Former Libyan intelligence agent Abdelbaset al-Megrahi, convicted of the bombing of Pan Am Flight 103, wins a case for an appeal in the Scottish Criminal Cases Review Commission.
- The Guardian
- Abdelbaset al-Megrahi, the former Libyan intelligence officer convicted of the 1988 bombing of Pan Am Flight 103 over Lockerbie, Scotland, dies at his home in the Libyan capital of Tripoli at the age of 60.
- The father of one of those killed in the 1988 Pan Am Flight 103 bombing travels to Libya to meet Abdelbaset al-Megrahi; he considers Megrahi to be innocent and calls for an inquiry.
- U.S. President Barack Obama condemns Lockerbie bomber Abdelbaset al-Megrahi's homecoming in Libya.
- Abdelbaset al-Megrahi, convicted of the bombing of Pan Am Flight 103 over Lockerbie in 1988, is released on compassionate grounds due to terminal cancer, and boards a flight to Libya.
- Lawyers for the Lockerbie bomber, Abdelbaset al-Megrahi, say he is abandoning his second appeal against his conviction for the December 1988 attack as Scottish officials consider his request to be sent home to Libya.
- Abdelbaset al-Megrahi, the only person convicted in the case concerning the 1988 bombing of Pan Am Flight 103, is buried in a private ceremony in a western suburb of Tripoli, having died of cancer aged 60.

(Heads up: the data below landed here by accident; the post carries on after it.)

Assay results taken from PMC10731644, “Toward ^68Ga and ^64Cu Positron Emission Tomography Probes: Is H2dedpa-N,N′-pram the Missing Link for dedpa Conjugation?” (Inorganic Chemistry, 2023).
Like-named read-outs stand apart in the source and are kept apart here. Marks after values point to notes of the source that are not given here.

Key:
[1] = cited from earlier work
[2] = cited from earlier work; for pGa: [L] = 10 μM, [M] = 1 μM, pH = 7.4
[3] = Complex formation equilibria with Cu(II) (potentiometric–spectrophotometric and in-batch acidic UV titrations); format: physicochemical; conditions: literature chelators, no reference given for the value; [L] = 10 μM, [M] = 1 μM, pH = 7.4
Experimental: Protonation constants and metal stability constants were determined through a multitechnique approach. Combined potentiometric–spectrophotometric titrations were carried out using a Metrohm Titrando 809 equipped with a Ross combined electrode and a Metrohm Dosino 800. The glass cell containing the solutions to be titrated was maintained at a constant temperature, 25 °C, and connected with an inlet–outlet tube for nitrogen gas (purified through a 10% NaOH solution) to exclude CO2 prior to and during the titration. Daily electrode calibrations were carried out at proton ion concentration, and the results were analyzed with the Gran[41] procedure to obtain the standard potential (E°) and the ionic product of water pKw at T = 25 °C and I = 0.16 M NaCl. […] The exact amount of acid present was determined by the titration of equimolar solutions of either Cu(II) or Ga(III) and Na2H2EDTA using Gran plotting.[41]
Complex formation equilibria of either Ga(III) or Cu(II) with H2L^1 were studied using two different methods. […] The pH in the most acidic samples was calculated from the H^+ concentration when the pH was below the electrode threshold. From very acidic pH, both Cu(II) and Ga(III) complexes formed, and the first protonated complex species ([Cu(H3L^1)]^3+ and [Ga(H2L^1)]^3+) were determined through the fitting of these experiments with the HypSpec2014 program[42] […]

- Newly released cables report that the British government feared Libya might reduce political relations if Abdelbaset al-Megrahi were to die in jail in Scotland.
- Hillary Clinton, the United States Secretary of State, states that the United States "categorically disagrees" with the decision of the Scottish Government to release on compassionate grounds Abdelbaset al-Megrahi, the man convicted of bombing Pan Am Flight 103.
- Britain warns Libya not to celebrate the one year anniversary of the release of Pan Am Flight 103 bomber Abdelbaset al-Megrahi, released on compassionate grounds suffering terminal cancer and expected to live just three months.
- The United Kingdom and United States decide last year's release from a Scottish prison of Libyan Abdelbaset al-Megrahi was "a mistake".